Recovering The SelfA Journal of Hope and Healing


Hope for Hypermetropia: Treatments for Seeing Both Far and Near

by Carl Robinson

The ability to see objects that are far away, but not ones that are close up, is known as farsightedness, or sometimes known as hyperopia. These are different names for the condition that is known as hypermetropia, and some exciting technological developments now mean that sufferers of this condition in the UK now have a number of different options available to them.Eye_iris

Cause and effect of farsightedness

The first thing to say is that hyperopia is not a disease as such, merely a variation from what you would generally class as normal vision.

When you are farsighted, it makes close work and tasks quite challenging because your vision becomes blurry, making it hard to focus on things like reading a book. It is a hereditary condition and many previous and current family members may well have the same symptoms.

Farsightedness or hypermetropia, occurs when the light that enters your eye focuses behind the retina rather than directly on it. This is often as a result of having an eye that is too short or when the cornea is not curved enough or further back in the eye than normal.


The symptoms for adults that suggest you may have hypermetropia include blurred vision, especially after dark, and an inability to see objects clearly up close.

You may also experience aching eyes and headaches as well as having a feeling that your eyes are straining. Children are harder to evaluate as they can often display no symptoms, although if they have a more severe case of farsightedness, they may suffer from headaches and have trouble reading.

Getting a diagnosis

You can soon establish whether you are farsighted through a routine eye examination carried out by an opthalmologist or optometrist.

The eye specialist will ask you some questions about your eyesight as well as conducting a physical examination of your eyes, which will include ophthalmoscopy, tonometry and a sit lamp exam as part of the standard testing routine carried out by most examiners.

Getting treatment

A number of farsighted people either do not require any treatment for their condition or their eyes make adjustments themselves to compensate for the problem.

As you get older or if your eyes are not able to adjust as well as you would want, there are several options available to resolve any vision issues that you may have. You might choose to wear glasses or contact lenses, but there are also some more hi-tech solutions now available.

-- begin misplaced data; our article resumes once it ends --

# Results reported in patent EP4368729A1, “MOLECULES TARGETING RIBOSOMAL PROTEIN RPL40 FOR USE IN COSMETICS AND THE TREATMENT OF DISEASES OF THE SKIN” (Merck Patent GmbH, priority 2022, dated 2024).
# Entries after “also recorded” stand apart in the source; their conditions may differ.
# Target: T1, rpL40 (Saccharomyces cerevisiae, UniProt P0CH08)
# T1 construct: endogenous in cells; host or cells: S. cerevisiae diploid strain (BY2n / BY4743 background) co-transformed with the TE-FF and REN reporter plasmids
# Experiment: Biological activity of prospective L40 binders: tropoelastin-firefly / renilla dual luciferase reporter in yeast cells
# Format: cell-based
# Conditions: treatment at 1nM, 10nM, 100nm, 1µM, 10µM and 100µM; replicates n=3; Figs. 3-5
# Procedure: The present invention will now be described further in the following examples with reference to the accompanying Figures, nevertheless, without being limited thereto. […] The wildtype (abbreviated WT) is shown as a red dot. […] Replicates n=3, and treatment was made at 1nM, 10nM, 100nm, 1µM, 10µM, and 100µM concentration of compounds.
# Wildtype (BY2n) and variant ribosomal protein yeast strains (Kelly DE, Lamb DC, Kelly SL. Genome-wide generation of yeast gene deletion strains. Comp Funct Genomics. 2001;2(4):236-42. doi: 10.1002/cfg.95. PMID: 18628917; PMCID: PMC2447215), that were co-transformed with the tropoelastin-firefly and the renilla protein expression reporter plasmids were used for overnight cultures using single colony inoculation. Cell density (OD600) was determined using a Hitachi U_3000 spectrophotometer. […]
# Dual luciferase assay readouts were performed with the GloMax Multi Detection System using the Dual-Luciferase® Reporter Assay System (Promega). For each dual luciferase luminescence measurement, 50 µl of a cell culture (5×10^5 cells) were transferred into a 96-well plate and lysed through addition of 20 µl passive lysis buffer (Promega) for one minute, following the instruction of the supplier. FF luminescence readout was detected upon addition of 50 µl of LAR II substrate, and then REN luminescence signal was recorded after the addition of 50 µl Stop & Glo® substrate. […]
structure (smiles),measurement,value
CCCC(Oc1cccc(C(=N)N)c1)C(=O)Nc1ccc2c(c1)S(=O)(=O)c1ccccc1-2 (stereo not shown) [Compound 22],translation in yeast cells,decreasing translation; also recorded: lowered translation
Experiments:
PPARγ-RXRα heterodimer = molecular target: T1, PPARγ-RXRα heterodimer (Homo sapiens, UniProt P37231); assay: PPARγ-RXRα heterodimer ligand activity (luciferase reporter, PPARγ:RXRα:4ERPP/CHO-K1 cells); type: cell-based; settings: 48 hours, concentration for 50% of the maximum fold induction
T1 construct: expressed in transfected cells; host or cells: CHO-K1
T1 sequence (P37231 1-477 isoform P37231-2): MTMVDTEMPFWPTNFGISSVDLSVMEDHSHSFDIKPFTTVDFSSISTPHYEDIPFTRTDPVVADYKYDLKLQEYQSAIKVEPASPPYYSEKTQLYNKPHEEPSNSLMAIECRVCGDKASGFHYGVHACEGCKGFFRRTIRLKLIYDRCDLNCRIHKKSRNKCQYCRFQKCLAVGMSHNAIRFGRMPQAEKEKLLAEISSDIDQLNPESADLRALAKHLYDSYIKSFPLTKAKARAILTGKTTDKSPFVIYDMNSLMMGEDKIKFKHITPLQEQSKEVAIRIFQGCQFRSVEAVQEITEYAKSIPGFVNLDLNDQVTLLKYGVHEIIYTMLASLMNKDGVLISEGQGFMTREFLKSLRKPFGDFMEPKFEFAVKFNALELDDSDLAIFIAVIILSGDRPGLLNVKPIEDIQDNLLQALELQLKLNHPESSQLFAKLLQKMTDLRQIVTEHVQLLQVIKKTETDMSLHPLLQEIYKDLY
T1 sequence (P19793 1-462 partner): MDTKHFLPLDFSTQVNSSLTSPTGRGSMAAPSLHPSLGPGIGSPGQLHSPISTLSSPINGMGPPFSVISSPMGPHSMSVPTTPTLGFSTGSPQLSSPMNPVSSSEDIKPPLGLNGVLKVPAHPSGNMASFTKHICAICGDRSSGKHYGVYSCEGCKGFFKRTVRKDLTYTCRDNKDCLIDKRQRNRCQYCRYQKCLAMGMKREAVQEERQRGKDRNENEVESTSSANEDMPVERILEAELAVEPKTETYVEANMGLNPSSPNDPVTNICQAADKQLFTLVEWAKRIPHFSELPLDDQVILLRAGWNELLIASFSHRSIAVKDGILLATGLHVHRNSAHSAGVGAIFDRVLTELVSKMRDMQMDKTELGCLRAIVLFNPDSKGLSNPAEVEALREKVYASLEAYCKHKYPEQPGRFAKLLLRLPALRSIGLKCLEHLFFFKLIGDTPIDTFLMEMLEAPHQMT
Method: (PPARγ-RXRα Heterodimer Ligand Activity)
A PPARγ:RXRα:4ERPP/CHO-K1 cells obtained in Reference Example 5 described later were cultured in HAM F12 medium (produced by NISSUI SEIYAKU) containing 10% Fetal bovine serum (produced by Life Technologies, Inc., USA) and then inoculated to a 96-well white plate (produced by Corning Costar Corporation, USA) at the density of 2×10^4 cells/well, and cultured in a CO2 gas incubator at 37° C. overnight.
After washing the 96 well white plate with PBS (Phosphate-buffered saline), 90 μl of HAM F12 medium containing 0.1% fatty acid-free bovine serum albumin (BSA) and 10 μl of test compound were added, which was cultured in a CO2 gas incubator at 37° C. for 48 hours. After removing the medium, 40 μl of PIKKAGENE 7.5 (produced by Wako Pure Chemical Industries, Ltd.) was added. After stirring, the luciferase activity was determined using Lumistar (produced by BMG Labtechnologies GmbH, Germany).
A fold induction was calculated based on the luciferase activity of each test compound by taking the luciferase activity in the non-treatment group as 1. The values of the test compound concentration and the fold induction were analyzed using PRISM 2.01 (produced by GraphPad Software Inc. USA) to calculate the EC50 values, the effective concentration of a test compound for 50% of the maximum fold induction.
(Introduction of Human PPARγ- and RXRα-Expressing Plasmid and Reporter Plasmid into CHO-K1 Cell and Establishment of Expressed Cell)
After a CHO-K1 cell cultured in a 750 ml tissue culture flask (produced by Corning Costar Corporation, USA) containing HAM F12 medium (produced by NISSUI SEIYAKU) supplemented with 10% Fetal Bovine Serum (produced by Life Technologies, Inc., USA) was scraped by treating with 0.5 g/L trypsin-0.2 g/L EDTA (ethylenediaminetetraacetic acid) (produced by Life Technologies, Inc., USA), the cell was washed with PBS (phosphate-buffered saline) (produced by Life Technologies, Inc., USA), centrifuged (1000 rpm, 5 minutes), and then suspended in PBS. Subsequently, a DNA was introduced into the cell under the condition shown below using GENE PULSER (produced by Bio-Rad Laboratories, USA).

Laser surgery

There is a procedure known as LASIK that uses laser surgery to reshape the cornea to address your hypermetropia.

You can find a suitable eye surgeon for this treatment through a resource like and if you have severe farsightedness, there is surgery that will replace the clear lens of your eye with an implanted lens.

A recent development in addition to the mainstream uses of laser eye surgery, has been the introduction of wavefront technology, which optimises the benefits derived from LASIK.

LASIK eye surgery involves lifting the thin layer of the cornea back and using an ultraviolet light and a high energy pulse to reshape it so that normal vision is achieved. Waverfront technology involves using a laser to increase the number of shots in the periphery during the procedure. The end result of this is that patients can achieve better night vision than if you simply have the LASIK procedure on its own.

Thanks to technology, it is now perfectly possible to be able to see objects both near and far away.

About the Author

Carl Robinson has been a part of the eyecare field for a long time now. When he has free time, he enjoys sharing eyecare tips and advice with others. You can read his helpful articles on many medical and health blog sites.




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